In the context of the current paid content debate at least magazine publishers seem to start thinking how the content that people might be willing to pay for should look like. ( Others are saying, they are dusting off their years old concepts. ) However, EMagazines seem to be the new hype. Every week we see the wraps taken off some magazine concept or even a first offering.
Two weeks ago it was Conde Nast showing off a concept tablet version of Wired (AllThingsD),
Welt am Sonntag
A week later Axel Springer launches the Welt am Sonntag emag (journalism.co.uk, JakBlog),
Now Time Inc. shows off a concept version of SportsIllustrated (AllThingsD).
In addition i’ve seen a presentation about a eMagazine version of another big german weekly magazine.
Moreover, a number of American Magazine Publishers (reportedly Time Inc. Condé Nast and Hearst among them) are discussing a “Hulu for Magazines” (AllThingsD) which most industry observers deem to be a difficult thing to succeed given the mights of Amazon and Apple which is more than rumoured to get its tablet out of the door in the next year (Gizmodo). But given the success of Hulu i wouldn’t think that they couldn’t pull off at least some market share.
A format plethora
The problem they all face: Right now they have to serve a multitude of formats right now most of the EMagazines are developed based on Adobe Air./ Adobe Flash But is more than unlikely that Apple is going to use that for its iTunes offering. If the iTunes Extra and iTunes LP specs are any hint, it is much more likely that it is a HTML/Javacript based format. (iTunes already supports PDF as a format, e.g. Slides accompanying videos of lectures on iTunes U)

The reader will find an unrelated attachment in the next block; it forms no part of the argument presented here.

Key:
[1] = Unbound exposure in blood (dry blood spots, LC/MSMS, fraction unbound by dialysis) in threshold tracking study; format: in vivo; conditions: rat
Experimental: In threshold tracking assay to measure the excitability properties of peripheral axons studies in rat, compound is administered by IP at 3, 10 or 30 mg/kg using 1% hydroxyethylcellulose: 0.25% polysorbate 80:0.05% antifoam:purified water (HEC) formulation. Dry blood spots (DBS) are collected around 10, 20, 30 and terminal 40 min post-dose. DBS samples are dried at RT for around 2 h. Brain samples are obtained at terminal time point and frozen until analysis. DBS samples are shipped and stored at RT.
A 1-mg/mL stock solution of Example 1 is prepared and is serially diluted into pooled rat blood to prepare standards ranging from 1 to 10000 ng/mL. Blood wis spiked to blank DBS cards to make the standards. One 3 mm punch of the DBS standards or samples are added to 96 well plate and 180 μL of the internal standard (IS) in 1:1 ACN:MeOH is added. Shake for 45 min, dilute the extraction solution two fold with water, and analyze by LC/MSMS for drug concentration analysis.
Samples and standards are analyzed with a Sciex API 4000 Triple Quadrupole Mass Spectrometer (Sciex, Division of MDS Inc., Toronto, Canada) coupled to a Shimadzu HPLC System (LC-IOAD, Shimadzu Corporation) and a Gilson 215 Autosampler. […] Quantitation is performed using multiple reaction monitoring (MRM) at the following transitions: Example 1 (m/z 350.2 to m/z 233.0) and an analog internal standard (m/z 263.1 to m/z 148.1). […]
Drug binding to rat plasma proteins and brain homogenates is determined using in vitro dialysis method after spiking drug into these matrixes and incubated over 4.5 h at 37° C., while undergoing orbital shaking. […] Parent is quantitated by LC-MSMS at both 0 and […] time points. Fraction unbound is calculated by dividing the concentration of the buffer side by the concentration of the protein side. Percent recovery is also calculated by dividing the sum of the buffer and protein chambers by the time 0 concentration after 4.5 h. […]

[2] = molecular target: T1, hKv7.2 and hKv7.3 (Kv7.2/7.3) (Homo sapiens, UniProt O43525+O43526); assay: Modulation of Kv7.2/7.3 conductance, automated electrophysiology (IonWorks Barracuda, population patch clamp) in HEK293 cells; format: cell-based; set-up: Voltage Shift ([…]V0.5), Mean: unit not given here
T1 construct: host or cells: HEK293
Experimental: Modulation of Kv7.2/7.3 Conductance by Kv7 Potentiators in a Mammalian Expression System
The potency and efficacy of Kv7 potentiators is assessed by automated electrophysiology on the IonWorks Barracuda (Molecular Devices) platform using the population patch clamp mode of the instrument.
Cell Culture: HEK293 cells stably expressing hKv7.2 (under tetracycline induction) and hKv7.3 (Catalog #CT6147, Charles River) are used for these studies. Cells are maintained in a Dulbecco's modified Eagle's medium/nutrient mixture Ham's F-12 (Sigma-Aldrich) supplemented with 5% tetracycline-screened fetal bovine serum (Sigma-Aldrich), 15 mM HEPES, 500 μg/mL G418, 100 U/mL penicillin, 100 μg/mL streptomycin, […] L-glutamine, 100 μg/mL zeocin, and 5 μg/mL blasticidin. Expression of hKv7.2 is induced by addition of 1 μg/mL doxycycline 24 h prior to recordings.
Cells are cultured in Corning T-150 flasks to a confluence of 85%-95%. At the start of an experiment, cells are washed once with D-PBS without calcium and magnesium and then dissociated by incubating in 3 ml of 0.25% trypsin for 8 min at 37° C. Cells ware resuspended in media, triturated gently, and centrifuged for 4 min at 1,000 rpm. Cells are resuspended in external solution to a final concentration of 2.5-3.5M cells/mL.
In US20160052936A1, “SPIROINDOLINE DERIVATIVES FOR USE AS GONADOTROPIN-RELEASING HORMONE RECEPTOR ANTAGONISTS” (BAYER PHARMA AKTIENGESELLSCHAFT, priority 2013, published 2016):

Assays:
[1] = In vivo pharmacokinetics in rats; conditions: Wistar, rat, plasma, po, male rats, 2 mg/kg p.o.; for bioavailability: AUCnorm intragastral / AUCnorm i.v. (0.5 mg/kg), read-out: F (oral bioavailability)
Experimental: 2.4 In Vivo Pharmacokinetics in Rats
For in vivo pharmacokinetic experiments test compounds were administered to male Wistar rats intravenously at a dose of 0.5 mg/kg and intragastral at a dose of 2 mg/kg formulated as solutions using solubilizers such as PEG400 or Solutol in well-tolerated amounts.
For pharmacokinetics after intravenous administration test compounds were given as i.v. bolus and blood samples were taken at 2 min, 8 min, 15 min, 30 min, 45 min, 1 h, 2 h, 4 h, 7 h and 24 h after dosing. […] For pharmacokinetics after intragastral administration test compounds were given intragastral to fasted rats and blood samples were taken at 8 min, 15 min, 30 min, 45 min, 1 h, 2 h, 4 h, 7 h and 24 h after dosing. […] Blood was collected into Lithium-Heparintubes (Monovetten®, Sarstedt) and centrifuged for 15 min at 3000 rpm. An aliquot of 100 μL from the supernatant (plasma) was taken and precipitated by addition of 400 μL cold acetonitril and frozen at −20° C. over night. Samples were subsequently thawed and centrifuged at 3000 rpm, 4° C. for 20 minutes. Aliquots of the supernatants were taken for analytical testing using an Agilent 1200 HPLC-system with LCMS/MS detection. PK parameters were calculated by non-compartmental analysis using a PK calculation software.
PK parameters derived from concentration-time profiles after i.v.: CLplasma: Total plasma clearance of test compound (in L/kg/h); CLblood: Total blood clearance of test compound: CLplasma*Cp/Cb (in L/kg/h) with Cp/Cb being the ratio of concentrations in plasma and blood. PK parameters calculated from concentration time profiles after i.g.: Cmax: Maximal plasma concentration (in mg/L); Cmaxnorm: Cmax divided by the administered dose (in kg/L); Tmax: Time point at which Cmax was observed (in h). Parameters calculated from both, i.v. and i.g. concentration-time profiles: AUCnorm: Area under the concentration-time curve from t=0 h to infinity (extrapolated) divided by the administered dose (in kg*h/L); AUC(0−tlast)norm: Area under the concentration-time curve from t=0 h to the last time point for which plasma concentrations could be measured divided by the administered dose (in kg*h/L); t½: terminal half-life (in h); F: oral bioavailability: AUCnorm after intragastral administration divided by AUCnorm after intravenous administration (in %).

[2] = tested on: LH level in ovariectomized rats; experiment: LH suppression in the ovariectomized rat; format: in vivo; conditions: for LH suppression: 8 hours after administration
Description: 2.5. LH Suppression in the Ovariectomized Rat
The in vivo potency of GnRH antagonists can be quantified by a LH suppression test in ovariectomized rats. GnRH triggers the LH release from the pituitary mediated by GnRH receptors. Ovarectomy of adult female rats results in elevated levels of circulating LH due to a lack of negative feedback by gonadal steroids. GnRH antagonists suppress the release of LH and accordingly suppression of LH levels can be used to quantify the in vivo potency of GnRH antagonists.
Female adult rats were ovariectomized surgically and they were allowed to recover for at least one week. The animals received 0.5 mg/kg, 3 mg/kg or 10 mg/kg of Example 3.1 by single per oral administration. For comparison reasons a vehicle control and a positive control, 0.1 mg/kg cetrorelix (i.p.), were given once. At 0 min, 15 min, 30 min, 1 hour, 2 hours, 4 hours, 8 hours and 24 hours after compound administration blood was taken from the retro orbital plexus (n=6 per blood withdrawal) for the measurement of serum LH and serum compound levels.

In addition there is ePub, the open, XHTML/CSS based eBook standard that everybody except Amazon is using. Amazon still uses a variant of the Mobipocket format.
NYT showing the way
I think that (as usual) the NYT is showing the way.
- They introduced the NYT reader a couple of years ago based on Microsoft technology
- Then relaunched it this year using Adobe Air
- They are also available on the Kindle and will be available on every other eReading device that launches
- Yesterday they launched Times Skimmer, giving the reader 7 different layout options for the homepage and the section püages). Especially the serendipity mode looks and feels a lot like an EMagazine.
My look into the EReading crystal ball
So what is my educated guess?
- Over the next two years eReaders (eInk, eletrophoretic, … as well as LCD based) will switch to using browser rendering engines (most likely WebKit with Geckoa distant second) to display ePub publications.
- Apple will (also as usual) stay with a kind of propriatary format that fortunately is also based on modern web standards
- Adobe Air will be used for high-end productions and desktop apps. Given the fact that AIR (Adobe Integrated Runtime) includes WebKit (and at least once was deemed to also integrate PDF) , web-standards based EMagazine content can be included